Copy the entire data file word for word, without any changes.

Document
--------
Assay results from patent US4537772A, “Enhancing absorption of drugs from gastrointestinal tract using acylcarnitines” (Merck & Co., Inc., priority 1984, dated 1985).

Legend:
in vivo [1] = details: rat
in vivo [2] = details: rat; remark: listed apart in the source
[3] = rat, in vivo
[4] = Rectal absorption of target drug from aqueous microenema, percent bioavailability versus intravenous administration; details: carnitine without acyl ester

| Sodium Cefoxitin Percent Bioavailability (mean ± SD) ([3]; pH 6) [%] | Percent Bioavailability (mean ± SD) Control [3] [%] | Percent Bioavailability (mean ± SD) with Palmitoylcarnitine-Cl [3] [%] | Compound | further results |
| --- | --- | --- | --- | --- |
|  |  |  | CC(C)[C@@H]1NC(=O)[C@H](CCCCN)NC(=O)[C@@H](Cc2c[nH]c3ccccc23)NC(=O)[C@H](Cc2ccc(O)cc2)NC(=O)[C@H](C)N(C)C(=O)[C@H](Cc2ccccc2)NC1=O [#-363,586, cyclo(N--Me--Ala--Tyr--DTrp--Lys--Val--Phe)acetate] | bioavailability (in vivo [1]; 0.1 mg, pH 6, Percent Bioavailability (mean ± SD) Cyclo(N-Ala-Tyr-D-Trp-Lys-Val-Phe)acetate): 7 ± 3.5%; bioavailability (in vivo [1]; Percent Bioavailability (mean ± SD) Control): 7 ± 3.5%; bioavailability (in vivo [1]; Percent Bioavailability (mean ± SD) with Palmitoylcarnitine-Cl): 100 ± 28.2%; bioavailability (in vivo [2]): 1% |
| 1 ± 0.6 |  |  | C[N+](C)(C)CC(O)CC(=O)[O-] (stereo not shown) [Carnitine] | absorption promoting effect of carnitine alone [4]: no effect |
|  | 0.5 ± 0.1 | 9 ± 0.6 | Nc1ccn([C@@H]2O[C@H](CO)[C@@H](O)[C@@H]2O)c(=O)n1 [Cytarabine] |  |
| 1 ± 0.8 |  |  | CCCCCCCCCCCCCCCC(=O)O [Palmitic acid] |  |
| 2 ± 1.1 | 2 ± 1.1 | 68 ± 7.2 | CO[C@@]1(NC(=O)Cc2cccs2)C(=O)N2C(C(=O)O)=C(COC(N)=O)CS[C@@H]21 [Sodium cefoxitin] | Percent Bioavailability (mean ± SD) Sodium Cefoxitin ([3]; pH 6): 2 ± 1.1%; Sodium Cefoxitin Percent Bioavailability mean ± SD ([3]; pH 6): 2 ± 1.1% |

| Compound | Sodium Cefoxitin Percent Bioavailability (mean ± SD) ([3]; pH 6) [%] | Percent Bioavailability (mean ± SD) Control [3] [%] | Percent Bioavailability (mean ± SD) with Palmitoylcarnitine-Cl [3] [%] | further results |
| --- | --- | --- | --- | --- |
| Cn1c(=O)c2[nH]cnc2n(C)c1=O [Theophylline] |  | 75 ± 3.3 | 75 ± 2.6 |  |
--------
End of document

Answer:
Assay results from patent US4537772A, “Enhancing absorption of drugs from gastrointestinal tract using acylcarnitines” (Merck & Co., Inc., priority 1984, dated 1985).

Legend:
in vivo [1] = details: rat
in vivo [2] = details: rat; remark: listed apart in the source
[3] = rat, in vivo
[4] = Rectal absorption of target drug from aqueous microenema, percent bioavailability versus intravenous administration; details: carnitine without acyl ester

| Sodium Cefoxitin Percent Bioavailability (mean ± SD) ([3]; pH 6) [%] | Percent Bioavailability (mean ± SD) Control [3] [%] | Percent Bioavailability (mean ± SD) with Palmitoylcarnitine-Cl [3] [%] | Compound | further results |
| --- | --- | --- | --- | --- |
|  |  |  | CC(C)[C@@H]1NC(=O)[C@H](CCCCN)NC(=O)[C@@H](Cc2c[nH]c3ccccc23)NC(=O)[C@H](Cc2ccc(O)cc2)NC(=O)[C@H](C)N(C)C(=O)[C@H](Cc2ccccc2)NC1=O [#-363,586, cyclo(N--Me--Ala--Tyr--DTrp--Lys--Val--Phe)acetate] | bioavailability (in vivo [1]; 0.1 mg, pH 6, Percent Bioavailability (mean ± SD) Cyclo(N-Ala-Tyr-D-Trp-Lys-Val-Phe)acetate): 7 ± 3.5%; bioavailability (in vivo [1]; Percent Bioavailability (mean ± SD) Control): 7 ± 3.5%; bioavailability (in vivo [1]; Percent Bioavailability (mean ± SD) with Palmitoylcarnitine-Cl): 100 ± 28.2%; bioavailability (in vivo [2]): 1% |
| 1 ± 0.6 |  |  | C[N+](C)(C)CC(O)CC(=O)[O-] (stereo not shown) [Carnitine] | absorption promoting effect of carnitine alone [4]: no effect |
|  | 0.5 ± 0.1 | 9 ± 0.6 | Nc1ccn([C@@H]2O[C@H](CO)[C@@H](O)[C@@H]2O)c(=O)n1 [Cytarabine] |  |
| 1 ± 0.8 |  |  | CCCCCCCCCCCCCCCC(=O)O [Palmitic acid] |  |
| 2 ± 1.1 | 2 ± 1.1 | 68 ± 7.2 | CO[C@@]1(NC(=O)Cc2cccs2)C(=O)N2C(C(=O)O)=C(COC(N)=O)CS[C@@H]21 [Sodium cefoxitin] | Percent Bioavailability (mean ± SD) Sodium Cefoxitin ([3]; pH 6): 2 ± 1.1%; Sodium Cefoxitin Percent Bioavailability mean ± SD ([3]; pH 6): 2 ± 1.1% |

| Compound | Sodium Cefoxitin Percent Bioavailability (mean ± SD) ([3]; pH 6) [%] | Percent Bioavailability (mean ± SD) Control [3] [%] | Percent Bioavailability (mean ± SD) with Palmitoylcarnitine-Cl [3] [%] | further results |
| --- | --- | --- | --- | --- |
| Cn1c(=O)c2[nH]cnc2n(C)c1=O [Theophylline] |  | 75 ± 3.3 | 75 ± 2.6 |  |